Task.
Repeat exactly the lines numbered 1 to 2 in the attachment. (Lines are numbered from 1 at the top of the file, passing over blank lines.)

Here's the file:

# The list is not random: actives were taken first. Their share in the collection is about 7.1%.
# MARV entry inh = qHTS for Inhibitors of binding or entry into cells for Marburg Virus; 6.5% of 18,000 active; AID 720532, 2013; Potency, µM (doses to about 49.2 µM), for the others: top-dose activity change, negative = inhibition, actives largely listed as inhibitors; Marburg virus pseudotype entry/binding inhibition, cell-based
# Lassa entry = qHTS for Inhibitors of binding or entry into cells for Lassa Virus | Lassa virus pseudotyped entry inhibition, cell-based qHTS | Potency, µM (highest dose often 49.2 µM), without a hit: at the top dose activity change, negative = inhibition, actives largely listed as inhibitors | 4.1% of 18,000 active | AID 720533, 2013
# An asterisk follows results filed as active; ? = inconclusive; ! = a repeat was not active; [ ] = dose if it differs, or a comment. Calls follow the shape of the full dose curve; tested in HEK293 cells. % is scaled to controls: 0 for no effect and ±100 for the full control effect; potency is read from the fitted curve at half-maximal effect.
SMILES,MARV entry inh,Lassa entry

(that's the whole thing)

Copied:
# The list is not random: actives were taken first. Their share in the collection is about 7.1%.
# MARV entry inh = qHTS for Inhibitors of binding or entry into cells for Marburg Virus; 6.5% of 18,000 active; AID 720532, 2013; Potency, µM (doses to about 49.2 µM), for the others: top-dose activity change, negative = inhibition, actives largely listed as inhibitors; Marburg virus pseudotype entry/binding inhibition, cell-based